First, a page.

MONTREAL (Reuters) - Spain’s Rafa Nadal handed Novak Djokovic another semi-final defeat when he beat the world number one at the Rogers Cup on Saturday to set up a title decider against local favorite Milos Raonic.
Nadal held off a surging Djokovic to win 6-4 3-6 7-6(2) in a pulsating semi-final that resembled a heavyweight boxing showdown with the duo trading breathtaking winners.
The victory was Nadal’s second successive over Djokovic at this stage of a tournament following his epic five-set triumph on clay at the French Open in June.
“To beat Novak on any surface is very important,” Nadal said in a courtside interview. “His level is always high and you have to play well ... almost perfect to beat him.”
Nadal made a flying start in front of a capacity crowd as Djokovic was unusually tentative and struggled on serve.
But the lull did not last long as the Serbian, two time defending champion, stormed back into the contest, unleashing some crunching forehand winners as he drew level.
With the audience roaring their approval at every thrilling rally, Djokovic looked to have the momentum in the match as he continued to find success in going for his shots, keeping his opponent pinned on the baseline.
But all the while Nadal showed off some magic of his own and it became clear that this high-quality encounter, the 36th between the pair, would need a tiebreak to settle the issue.
Nadal went up another gear in racing a 6-0 lead in the breaker but even in defeat Djokovic went down swinging.
He saved two match points with winners before a forehand drifted long to hand the Spaniard a first hard court victory over his rival since 2010.
“It was a very close match,” Djokovic told reporters. “There were very few points that decided the winner.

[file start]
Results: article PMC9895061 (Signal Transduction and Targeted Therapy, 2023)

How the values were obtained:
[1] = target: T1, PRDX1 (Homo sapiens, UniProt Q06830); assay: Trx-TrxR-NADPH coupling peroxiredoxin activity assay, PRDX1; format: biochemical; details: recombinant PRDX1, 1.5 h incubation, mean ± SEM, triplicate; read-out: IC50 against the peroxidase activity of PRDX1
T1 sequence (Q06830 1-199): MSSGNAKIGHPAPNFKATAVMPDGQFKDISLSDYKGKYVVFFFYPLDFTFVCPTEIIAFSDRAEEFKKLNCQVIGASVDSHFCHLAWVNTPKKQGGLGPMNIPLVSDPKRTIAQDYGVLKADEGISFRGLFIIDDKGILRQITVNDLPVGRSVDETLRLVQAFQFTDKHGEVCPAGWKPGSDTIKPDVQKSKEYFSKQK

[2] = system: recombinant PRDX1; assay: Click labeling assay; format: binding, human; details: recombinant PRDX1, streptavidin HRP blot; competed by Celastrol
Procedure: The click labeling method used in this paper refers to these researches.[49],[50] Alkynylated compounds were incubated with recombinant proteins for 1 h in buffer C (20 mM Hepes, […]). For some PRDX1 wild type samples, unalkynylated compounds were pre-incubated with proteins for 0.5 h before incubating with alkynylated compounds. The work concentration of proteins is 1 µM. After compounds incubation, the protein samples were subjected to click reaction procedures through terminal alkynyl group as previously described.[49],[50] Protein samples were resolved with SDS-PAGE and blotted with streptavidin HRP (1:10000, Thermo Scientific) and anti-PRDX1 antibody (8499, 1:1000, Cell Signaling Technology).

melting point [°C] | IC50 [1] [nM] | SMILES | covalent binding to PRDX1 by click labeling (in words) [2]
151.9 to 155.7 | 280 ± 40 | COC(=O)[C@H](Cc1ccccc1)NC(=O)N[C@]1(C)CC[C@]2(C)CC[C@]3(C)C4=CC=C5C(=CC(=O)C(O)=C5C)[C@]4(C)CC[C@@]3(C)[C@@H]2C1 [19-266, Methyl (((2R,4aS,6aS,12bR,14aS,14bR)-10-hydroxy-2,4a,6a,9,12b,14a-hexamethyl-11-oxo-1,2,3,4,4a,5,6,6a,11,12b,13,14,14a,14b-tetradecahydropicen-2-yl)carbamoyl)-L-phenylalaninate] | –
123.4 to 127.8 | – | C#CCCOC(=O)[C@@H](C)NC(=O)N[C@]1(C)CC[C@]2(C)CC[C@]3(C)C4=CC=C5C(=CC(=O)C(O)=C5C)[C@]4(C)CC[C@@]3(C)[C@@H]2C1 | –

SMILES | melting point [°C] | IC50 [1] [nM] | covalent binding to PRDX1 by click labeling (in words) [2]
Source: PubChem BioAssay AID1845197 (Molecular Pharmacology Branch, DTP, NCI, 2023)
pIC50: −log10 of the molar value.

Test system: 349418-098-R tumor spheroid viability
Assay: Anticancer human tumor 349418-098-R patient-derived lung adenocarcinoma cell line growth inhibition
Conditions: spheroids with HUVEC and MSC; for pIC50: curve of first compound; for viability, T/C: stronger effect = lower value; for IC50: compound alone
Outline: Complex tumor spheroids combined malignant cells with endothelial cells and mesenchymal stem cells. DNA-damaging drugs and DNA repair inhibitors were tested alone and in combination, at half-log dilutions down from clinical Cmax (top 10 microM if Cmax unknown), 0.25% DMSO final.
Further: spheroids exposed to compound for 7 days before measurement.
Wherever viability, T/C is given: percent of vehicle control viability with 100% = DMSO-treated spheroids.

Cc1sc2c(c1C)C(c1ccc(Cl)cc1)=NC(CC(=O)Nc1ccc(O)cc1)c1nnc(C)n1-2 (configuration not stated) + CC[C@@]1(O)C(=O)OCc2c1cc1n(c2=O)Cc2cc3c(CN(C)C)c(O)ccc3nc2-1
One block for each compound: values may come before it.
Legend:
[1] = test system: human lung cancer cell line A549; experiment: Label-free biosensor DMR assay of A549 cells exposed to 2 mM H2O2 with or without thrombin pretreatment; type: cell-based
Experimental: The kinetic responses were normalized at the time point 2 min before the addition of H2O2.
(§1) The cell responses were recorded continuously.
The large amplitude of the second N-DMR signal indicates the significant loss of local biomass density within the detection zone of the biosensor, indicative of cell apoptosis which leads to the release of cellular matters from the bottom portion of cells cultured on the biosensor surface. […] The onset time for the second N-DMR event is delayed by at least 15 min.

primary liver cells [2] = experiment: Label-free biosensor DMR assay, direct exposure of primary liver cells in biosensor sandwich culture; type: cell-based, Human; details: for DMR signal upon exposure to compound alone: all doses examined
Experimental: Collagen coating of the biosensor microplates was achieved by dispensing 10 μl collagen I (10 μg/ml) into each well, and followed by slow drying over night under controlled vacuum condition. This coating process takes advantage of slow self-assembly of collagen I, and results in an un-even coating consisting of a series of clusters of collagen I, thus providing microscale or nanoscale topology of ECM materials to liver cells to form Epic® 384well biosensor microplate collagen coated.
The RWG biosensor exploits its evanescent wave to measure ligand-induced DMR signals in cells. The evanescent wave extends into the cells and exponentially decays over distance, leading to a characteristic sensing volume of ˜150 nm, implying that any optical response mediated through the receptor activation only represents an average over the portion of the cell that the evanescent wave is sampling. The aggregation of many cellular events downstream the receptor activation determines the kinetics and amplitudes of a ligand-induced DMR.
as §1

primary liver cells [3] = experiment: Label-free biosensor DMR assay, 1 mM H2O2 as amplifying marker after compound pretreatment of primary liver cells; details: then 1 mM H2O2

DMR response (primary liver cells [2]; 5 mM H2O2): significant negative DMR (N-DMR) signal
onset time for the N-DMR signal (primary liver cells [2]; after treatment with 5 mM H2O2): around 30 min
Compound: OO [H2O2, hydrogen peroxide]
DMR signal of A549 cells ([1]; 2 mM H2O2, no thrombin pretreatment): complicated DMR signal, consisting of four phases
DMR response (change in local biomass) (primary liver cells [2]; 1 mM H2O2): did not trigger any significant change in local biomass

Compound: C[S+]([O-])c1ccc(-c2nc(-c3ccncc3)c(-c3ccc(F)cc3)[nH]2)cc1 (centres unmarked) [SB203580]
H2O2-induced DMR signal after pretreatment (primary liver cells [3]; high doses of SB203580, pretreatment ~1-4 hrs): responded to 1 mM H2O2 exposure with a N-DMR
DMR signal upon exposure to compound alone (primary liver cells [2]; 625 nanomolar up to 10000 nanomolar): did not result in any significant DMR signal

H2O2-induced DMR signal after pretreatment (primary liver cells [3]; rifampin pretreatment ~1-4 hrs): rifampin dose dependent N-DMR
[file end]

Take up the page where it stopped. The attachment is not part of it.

“I had my chances. He had his chances. At the end he played better.”
Raonic had earlier advanced to his first Masters series final when he recovered from a mid-match slump to win a third set tiebreak 6-4 1-6 7-6(4) against wildcard and compatriot Vasek Pospisil.
“Im very happy at this moment,” said the world number 13 Raonic, who will move into the world’s top 10 for the first time after reaching the final. “It’s (top ten ranking) been a very important thing for me, a big objective.”
Raonic needed all his superior experience to win through, as Pospisil, ranked 71st, fought from a set down to nearly pull off an upset.
Raonic made the more assured start in front of a large and vocal crowd, basking in the knowledge that a Canadian winner was assured.
A solitary break of serve was all that separated the two in the opening set as Pospisil adopted an aggressive approach that produced mixed results.
He capitalized on some sloppy play from Raonic to win the second set and force a decider that went the distance.
Both players traded winners from all parts of the court before Raonic sealed victory as he became the first Canadian in more than 50 years to reach the final.
Editing by Julian Linden/Greg Stutchbury